This project began in Los Angeles. I decided to report on the local Syrian community’s response to the refugee crisis. I interviewed activists, organizers and Syrian refugees who made it through the United States’ rigorous screening process and resettled in Southern California.
Everyone I interviewed told me the same thing: “You have no idea what it is like until you see for yourself.” I recognized that in order to accurately report on the impact of the crisis, I would have to travel to the region and bear witness myself. One of my sources connected me with a Boston-based nonprofit organization, Atlantic Humanitarian Relief. I accompanied this team of doctors and humanitarians from the U.S. to Amman, Jordan, visiting both the state-sponsored refugee camps, as well as unsponsored “makeshift camps” along the border.
While in Jordan I interviewed economists, government officials and the refugees themselves. I visited the families of the refugees I had gotten to know in Southern California. My hope is that you can hear from them the appalling magnitude of what has taken place in Syria and its impact. How could this have happened to some of the best-educated and most progressive people in the Middle East?
The war in Syria began in the city of Daraa in March 2011. Emboldened by the momentum of the Arab Spring sweeping the Middle East, Syrians started peacefully protesting in the streets, seeking basic freedoms and liberties. President Bashar Al-Assad’s government responded to the protesters’ demands with hostility and violence, and civil war broke out across the country.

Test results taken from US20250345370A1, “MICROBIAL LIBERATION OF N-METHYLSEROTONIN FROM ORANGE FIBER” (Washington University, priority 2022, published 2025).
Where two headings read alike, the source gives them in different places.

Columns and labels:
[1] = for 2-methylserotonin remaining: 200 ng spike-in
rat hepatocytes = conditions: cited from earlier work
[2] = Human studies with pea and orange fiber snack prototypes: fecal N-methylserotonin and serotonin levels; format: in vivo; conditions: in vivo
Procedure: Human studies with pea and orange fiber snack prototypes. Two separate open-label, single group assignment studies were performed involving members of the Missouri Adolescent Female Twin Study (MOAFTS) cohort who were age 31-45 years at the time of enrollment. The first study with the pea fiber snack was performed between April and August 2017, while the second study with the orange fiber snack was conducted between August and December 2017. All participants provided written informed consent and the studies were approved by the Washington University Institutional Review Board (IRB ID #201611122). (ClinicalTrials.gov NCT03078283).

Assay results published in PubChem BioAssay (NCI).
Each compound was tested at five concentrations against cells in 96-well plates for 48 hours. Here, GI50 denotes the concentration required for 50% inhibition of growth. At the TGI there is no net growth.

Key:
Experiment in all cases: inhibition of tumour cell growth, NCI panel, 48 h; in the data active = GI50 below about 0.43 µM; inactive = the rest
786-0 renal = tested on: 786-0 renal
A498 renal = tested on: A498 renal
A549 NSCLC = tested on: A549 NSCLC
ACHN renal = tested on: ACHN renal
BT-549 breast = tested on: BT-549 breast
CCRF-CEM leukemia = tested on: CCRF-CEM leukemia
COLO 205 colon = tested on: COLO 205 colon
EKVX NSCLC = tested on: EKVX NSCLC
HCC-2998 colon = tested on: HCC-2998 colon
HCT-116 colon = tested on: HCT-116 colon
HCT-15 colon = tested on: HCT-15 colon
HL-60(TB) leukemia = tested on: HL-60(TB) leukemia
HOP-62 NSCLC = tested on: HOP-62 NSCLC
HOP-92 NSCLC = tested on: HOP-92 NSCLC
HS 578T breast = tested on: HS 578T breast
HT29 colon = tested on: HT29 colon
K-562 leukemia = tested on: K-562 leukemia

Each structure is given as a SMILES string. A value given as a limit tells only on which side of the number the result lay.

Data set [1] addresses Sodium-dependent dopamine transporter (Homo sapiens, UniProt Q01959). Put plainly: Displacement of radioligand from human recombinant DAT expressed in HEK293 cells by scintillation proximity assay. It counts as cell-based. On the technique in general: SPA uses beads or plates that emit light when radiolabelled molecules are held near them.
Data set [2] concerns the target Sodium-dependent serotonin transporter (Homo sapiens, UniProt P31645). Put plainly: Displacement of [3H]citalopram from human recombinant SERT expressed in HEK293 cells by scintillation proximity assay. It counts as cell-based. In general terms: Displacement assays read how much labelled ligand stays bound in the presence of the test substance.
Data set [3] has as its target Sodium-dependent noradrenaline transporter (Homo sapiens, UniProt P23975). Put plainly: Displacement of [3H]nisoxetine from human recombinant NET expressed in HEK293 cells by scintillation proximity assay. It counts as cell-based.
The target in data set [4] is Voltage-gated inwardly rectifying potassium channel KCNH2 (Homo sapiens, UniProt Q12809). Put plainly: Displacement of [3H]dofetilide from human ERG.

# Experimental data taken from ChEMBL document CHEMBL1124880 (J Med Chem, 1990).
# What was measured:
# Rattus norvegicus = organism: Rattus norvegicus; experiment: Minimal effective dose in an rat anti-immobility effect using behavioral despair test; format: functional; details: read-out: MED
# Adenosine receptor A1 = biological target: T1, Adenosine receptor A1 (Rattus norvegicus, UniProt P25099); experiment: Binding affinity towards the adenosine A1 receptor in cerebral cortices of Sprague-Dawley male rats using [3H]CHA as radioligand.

More than five years later, an estimated 470,000 Syrians have died and another 1.9 million have been wounded as a result of the fighting. In all, 11.5 percent of the country’s population have been killed or injured since the crisis erupted in March 2011, according to a report by the Syrian Center for Policy Research. Life expectancy has dropped from 70 years in 2010 to 55.4 years in 2015. Total economic losses are estimated at $255 billion.
The intense, unrelenting fighting has forced millions of Syrians to abandon their homes. The United Nations estimates that 6.6 million people are internally displaced within Syria, and over 4.8 million are refugees outside of Syria. Some have made it to Europe and North America. But most have fled to the countries directly bordering Syria – Turkey, Lebanon and Jordan.
The refugee crisis has had the greatest impact on these neighboring countries. The Hashemite Kingdom of Jordan, with a population just under 10 million, reported a count of 1.2 million Syrian refugees in its most recent census. Syrians now constitute 46 percent of non-Jordanians living in the Kingdom and 13.2 percent of the overall population. As the conflict continues and international aid dwindles, Jordan has been forced to shoulder the economic, political and social responsibilities of caring for these refugees. The government has established several large refugee camps close to the Syrian border, but approximately 80 percent of refugees live outside these camps in cities and villages across the country.
I flew back to the United States with a sense that I had just skimmed the surface. I was more determined than ever to return to the region to deepen my reporting about the crisis. This project is the result of my trip.
(Sources: UNHCR, Country Census Data)